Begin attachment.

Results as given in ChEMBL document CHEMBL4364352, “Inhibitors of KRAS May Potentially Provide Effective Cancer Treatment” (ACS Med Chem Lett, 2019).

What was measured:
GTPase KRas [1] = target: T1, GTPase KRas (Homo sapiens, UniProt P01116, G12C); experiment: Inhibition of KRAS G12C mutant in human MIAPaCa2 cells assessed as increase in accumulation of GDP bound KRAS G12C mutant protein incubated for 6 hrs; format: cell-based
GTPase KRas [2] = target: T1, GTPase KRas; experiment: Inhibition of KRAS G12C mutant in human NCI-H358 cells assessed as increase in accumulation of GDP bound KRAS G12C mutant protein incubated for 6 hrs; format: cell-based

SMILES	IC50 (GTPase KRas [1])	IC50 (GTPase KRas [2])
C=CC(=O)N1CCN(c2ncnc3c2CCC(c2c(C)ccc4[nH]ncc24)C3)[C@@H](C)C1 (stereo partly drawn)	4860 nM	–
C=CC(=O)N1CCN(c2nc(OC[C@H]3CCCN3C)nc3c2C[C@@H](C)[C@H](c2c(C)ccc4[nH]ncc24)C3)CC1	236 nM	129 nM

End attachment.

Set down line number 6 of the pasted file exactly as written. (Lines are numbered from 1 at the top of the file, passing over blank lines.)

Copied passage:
C=CC(=O)N1CCN(c2ncnc3c2CCC(c2c(C)ccc4[nH]ncc24)C3)[C@@H](C)C1 (stereo partly drawn)	4860 nM	–